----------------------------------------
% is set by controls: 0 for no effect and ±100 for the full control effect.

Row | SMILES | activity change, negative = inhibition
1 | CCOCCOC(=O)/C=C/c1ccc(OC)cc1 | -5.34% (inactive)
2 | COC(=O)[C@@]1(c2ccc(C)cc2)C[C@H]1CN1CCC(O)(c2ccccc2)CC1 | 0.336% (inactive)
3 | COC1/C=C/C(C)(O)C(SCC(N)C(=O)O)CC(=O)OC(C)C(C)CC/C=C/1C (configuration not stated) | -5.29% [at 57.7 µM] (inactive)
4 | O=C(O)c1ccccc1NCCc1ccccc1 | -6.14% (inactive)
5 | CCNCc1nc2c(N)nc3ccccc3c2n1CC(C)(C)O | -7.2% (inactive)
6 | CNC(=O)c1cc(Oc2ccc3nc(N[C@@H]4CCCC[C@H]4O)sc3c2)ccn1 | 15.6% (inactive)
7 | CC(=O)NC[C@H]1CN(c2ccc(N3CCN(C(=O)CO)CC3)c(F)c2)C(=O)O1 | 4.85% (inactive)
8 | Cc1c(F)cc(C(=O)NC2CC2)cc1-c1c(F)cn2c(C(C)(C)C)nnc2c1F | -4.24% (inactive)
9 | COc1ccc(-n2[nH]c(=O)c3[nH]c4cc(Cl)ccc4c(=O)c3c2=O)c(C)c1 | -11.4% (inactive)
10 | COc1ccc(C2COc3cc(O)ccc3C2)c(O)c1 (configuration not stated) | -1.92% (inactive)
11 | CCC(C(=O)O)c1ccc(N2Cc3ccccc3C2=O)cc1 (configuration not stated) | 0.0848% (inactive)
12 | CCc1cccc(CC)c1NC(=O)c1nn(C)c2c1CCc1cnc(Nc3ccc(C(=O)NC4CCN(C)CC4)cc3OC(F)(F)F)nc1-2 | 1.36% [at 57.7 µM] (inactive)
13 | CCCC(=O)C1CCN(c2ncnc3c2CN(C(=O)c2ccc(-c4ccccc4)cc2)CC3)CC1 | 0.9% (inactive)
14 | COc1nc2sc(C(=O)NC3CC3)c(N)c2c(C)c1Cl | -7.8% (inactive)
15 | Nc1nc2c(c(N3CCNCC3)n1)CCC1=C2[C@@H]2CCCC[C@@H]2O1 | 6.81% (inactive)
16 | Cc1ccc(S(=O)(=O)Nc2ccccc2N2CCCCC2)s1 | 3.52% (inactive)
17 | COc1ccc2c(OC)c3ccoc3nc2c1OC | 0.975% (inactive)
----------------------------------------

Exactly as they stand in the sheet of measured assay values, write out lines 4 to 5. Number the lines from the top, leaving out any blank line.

2 | COC(=O)[C@@]1(c2ccc(C)cc2)C[C@H]1CN1CCC(O)(c2ccccc2)CC1 | 0.336% (inactive)
3 | COC1/C=C/C(C)(O)C(SCC(N)C(=O)O)CC(=O)OC(C)C(C)CC/C=C/1C (configuration not stated) | -5.29% [at 57.7 µM] (inactive)